The CSU Online Learning Model
The Online Learning Model consists of a set of elements designed to increase student engagement, retention and overall satisfaction. The model builds on Moore’s (1989) model which incorporates learner-teacher, learner-learner and learner-content interaction. The model broadens Moore’s notion of interactivity to one of engagement and adds learner-community engagement as a key component of professional courses, as well as learner-institution engagement to ensure a connected student experience.
This then leads to five categories of student engagement:
- learner-teacher engagement
- learner-learner engagement
- learner-content engagement
- learner-community engagement, and
- learner-institution engagement.
Each of the seven elements of the Online Learning Model are designed to increase one or more types of engagement. The elements, which are outlined in the following sections, are designed to be combined together in varying degrees of intensity within the subjects making up a course.
The following video provides an overview of the model and each of the elements.
The Link to Engagement
A central element of Moore’s transactional distance theory was the conception of the three categories of interaction in distance education:
- Learner-Content Interaction - “the process of intellectually interacting with content that results in changes in the learner’s understanding, the learner’s perspective, or the cognitive structures of the learner’s mind” (Moore, 1989, p. 2);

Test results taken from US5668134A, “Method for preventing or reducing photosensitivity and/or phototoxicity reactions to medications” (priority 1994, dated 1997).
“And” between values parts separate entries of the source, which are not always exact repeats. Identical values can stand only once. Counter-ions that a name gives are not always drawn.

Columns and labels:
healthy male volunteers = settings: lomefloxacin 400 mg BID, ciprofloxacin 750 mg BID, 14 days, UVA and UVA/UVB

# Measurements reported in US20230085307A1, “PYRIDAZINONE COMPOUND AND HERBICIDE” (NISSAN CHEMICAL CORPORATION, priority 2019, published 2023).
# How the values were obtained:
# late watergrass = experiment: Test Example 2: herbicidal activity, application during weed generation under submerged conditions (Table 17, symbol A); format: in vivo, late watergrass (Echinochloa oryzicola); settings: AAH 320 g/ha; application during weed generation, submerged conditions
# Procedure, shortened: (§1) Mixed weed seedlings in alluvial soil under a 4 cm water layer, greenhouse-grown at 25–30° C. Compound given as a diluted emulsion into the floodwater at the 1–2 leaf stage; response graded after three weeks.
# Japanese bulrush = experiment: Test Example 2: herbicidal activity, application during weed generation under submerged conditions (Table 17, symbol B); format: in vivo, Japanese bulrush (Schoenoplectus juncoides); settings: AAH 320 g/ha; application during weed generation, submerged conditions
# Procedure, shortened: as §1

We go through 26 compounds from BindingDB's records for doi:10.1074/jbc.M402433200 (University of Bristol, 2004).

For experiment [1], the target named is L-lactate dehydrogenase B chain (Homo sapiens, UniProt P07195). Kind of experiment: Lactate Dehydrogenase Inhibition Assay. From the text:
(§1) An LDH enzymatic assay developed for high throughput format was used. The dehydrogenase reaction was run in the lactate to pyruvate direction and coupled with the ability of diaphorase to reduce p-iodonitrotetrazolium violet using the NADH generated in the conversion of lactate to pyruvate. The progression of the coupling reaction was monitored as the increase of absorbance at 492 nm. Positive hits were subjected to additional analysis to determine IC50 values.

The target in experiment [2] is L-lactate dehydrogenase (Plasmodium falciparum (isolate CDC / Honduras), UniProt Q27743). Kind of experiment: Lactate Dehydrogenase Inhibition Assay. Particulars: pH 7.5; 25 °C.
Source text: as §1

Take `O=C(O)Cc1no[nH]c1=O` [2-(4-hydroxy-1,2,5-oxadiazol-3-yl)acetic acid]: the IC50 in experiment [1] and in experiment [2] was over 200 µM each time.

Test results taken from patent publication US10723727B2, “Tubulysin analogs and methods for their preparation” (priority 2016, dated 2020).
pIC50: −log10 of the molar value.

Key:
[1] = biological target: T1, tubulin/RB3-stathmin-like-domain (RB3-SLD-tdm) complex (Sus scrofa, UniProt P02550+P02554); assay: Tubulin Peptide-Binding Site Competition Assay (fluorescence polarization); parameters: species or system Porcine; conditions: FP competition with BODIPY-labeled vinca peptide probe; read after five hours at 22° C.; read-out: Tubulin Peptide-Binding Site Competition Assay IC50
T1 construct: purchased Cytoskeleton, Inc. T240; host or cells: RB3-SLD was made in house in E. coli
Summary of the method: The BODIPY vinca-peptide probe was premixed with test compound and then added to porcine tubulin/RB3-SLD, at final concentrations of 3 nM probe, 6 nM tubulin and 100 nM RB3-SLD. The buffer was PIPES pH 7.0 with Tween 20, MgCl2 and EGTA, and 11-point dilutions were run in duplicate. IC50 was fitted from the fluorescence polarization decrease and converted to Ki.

- Learner-Instructor Interaction - which involves various steps including: stimulating student engagement, presenting material, organising the application of the material, evaluating students, making adjustments to student learning as well as counselling and encouraging students; and
- Learner-Learner Interaction – which involves students interacting in groups with or without the presence of the teacher.
Moore’s notion of interaction has been argued to be central to student engagement in a distance or online learning context (Wallace, 2003; Yates, 2014). Consistent with this connection between interaction and engagement, in developing the Online Learning Model, Moore’s focus on interaction has been extended to a focus on engagement, with each of the seven elements of the model aiming to increase one or more of the five identified categories of student engagement. The term engagement has been used in a number of different ways in the research literature, including a focus on students’ psychological investment in the learning process (Axelson & Flick, 2010; F. Newmann et al., 1992) or a greater focus on student behaviour (Collins & O’Brien, 2011; Dykstra Steinbrenner & Watson, 2015; Zepke, 2014).